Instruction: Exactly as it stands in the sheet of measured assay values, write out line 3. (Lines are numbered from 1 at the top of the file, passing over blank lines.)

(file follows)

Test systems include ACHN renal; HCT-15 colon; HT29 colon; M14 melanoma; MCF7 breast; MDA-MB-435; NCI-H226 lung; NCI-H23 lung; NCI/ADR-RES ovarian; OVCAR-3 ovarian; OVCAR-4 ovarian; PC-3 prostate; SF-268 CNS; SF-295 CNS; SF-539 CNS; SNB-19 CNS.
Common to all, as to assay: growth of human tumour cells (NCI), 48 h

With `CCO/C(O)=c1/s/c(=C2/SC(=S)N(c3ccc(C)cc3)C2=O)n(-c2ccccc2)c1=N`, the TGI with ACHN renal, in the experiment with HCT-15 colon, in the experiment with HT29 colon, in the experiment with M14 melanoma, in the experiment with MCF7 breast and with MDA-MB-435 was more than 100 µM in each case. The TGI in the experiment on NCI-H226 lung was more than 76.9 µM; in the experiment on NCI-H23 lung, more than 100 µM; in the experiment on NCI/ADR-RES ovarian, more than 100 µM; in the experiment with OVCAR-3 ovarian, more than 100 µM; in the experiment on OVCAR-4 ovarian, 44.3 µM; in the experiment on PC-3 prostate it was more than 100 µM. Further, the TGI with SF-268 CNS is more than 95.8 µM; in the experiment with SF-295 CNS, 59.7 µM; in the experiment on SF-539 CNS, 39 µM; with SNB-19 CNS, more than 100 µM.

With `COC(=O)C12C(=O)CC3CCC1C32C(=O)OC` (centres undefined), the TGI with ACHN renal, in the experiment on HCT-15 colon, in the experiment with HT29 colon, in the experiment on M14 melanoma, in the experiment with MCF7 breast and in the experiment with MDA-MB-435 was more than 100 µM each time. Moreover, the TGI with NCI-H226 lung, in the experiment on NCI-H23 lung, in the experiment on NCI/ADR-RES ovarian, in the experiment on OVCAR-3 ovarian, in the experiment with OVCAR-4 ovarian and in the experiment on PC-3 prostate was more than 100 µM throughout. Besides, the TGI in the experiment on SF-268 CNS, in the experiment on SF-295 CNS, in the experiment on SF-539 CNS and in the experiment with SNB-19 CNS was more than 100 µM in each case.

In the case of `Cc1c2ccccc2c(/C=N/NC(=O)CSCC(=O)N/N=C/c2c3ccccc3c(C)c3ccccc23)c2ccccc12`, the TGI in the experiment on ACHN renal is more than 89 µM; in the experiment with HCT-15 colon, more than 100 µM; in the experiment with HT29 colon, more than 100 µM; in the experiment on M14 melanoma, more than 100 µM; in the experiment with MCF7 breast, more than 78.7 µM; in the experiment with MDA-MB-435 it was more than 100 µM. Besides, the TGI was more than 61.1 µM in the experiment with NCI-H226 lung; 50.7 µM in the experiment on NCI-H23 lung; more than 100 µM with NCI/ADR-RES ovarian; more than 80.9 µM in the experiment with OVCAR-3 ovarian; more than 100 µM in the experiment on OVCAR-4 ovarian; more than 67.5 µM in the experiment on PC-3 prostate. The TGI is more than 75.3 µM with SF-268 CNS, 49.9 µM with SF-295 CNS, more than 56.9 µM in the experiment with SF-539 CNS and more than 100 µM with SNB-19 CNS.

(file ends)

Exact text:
With `CCO/C(O)=c1/s/c(=C2/SC(=S)N(c3ccc(C)cc3)C2=O)n(-c2ccccc2)c1=N`, the TGI with ACHN renal, in the experiment with HCT-15 colon, in the experiment with HT29 colon, in the experiment with M14 melanoma, in the experiment with MCF7 breast and with MDA-MB-435 was more than 100 µM in each case. The TGI in the experiment on NCI-H226 lung was more than 76.9 µM; in the experiment on NCI-H23 lung, more than 100 µM; in the experiment on NCI/ADR-RES ovarian, more than 100 µM; in the experiment with OVCAR-3 ovarian, more than 100 µM; in the experiment on OVCAR-4 ovarian, 44.3 µM; in the experiment on PC-3 prostate it was more than 100 µM. Further, the TGI with SF-268 CNS is more than 95.8 µM; in the experiment with SF-295 CNS, 59.7 µM; in the experiment on SF-539 CNS, 39 µM; with SNB-19 CNS, more than 100 µM.